The Map Is Not the Territory
Data inventories and data maps serve as the underlying foundation to process privacy requests, informing privacy teams of which systems contain personal data and where. But again, it is a tedious manual process to develop these data inventories. Many privacy management solutions still rely on manual surveys to determine who owns the data, the purpose of its collection, what type of data it is, and so forth.

And the reality is that these static data maps are just a snapshot. As quickly as they are created, they can become outdated. To sustain compliance, companies need a process to update these data inventories as new systems are purchased.

You Can Run from GDPR, but You Can't Hide from CCPA
There were a lot of companies that were able to ignore GDPR compliance. Domestic businesses or chain stores often had no need to comply. Others changed their business model, such as those news sites that blocked access to the EU. And still others took a wait-and-see approach. But the reality is that GDPR is just the beginning — the deadline for the California Consumer Privacy Act is less than nine months away, January 1, 2020 — and there are many other states considering similar privacy laws. If there is a lesson we have learned from one year of GDPR, it is that companies need to start planning for privacy regulations today because it can take up to a year to fully prepare. In the words of Ruby Zefo, Uber's chief privacy officer, GDPR compliance is like raising a baby: "Whether you think it is attractive or not is up to you, but you still need to take care of it."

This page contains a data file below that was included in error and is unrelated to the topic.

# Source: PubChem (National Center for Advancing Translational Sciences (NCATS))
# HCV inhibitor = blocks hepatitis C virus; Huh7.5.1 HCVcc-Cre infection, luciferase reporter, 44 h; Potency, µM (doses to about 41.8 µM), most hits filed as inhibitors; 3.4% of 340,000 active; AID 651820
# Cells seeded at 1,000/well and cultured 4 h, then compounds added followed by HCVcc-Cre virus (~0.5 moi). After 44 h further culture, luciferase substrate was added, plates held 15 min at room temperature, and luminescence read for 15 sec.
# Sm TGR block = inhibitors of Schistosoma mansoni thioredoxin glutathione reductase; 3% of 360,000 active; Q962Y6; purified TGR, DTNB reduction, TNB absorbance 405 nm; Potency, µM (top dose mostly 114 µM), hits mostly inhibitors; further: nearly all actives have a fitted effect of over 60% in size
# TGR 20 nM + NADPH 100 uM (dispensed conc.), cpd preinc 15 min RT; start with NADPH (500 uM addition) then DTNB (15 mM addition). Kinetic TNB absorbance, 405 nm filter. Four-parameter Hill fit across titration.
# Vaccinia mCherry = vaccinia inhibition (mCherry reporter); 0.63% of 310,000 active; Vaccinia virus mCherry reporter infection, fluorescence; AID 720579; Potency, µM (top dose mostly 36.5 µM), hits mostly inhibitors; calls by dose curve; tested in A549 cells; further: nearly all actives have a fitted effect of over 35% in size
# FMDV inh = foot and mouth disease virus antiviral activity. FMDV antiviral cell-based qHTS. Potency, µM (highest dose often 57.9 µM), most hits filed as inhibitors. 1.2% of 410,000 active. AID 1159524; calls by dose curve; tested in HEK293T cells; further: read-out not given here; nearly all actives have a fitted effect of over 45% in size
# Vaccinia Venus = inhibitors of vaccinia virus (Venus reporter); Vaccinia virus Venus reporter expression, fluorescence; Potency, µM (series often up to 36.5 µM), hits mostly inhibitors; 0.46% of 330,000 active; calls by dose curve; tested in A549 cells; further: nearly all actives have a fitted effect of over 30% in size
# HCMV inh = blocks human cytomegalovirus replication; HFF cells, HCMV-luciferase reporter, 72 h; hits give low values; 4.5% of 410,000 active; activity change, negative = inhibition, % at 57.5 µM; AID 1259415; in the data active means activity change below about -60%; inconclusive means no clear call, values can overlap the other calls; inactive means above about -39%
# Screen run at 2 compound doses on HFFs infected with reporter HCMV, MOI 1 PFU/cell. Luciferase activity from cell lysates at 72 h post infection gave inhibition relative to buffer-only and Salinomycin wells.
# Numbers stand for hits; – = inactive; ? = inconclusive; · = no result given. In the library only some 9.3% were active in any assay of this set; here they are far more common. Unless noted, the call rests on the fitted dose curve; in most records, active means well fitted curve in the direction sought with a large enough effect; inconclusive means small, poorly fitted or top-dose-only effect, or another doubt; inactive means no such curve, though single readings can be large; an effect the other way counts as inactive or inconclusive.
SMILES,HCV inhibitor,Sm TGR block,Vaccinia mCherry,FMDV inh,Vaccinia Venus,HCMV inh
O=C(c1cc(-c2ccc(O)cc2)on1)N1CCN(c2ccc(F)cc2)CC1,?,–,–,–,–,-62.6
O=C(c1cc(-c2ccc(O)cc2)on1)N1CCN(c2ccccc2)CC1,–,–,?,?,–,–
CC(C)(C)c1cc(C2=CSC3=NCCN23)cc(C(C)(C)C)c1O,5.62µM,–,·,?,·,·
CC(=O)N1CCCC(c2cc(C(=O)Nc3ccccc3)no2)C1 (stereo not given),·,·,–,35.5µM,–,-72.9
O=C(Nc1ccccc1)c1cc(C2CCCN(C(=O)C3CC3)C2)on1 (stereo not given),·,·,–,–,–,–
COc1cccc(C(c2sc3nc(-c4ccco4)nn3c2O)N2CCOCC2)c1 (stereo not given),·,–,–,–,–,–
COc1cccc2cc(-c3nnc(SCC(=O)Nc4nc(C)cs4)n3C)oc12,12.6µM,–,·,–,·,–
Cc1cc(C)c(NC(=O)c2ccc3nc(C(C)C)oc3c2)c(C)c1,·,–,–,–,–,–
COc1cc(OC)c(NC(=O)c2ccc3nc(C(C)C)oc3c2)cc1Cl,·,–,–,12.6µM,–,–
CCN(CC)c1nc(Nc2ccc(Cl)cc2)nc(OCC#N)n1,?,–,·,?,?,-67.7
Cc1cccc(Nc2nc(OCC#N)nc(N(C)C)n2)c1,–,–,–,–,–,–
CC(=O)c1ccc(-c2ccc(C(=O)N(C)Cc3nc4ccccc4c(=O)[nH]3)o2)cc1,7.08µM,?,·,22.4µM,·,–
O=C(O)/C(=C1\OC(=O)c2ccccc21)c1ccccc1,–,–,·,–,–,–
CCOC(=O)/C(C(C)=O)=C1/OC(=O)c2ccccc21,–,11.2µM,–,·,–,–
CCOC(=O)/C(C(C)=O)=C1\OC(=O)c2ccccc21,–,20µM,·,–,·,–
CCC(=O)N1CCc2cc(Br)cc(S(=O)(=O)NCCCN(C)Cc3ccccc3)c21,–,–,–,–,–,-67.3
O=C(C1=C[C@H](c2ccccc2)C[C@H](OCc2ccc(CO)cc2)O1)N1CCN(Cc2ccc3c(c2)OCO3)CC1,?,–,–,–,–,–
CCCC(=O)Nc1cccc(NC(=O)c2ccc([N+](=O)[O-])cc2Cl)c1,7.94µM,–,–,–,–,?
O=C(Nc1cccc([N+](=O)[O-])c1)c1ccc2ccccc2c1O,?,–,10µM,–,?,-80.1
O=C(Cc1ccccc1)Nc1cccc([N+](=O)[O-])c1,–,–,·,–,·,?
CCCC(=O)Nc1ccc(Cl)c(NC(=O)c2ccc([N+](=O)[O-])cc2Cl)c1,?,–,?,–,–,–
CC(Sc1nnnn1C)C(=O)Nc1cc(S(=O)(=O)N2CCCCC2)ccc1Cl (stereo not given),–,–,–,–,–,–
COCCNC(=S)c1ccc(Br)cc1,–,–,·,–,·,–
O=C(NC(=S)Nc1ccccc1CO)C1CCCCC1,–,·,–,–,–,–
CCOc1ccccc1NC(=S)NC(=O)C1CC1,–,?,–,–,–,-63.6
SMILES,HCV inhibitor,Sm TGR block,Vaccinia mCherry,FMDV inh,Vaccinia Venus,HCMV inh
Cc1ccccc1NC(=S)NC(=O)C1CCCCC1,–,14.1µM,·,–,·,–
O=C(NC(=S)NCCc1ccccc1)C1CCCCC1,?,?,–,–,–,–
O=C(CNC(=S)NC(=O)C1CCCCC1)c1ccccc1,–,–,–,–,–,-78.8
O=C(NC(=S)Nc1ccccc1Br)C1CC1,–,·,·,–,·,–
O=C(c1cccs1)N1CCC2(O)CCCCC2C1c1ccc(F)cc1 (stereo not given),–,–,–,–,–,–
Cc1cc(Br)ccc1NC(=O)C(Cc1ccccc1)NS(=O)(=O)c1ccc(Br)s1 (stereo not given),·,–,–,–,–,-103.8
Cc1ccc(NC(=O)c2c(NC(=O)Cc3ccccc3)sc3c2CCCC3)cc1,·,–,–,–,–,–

Related Content:

 

 

 Join Dark Reading LIVE for two cybersecurity summits at Interop 2019. Learn from the industry's most knowledgeable IT security experts. Check out the Interop agenda here.

Daniel Barber is CEO & co-founder, DataGrail, where he drives the strategic vision and overall management of its privacy management solution. The General Data Protection Regulation (GDPR), the California Consumer Privacy Act (CCPA) and a worldwide trend toward privacy ... View Full Bio
Comment  | 
Print  | 
More Insights
Comments
Newest First  |  Oldest First  |  Threaded View
Where Businesses Waste Endpoint Security Budgets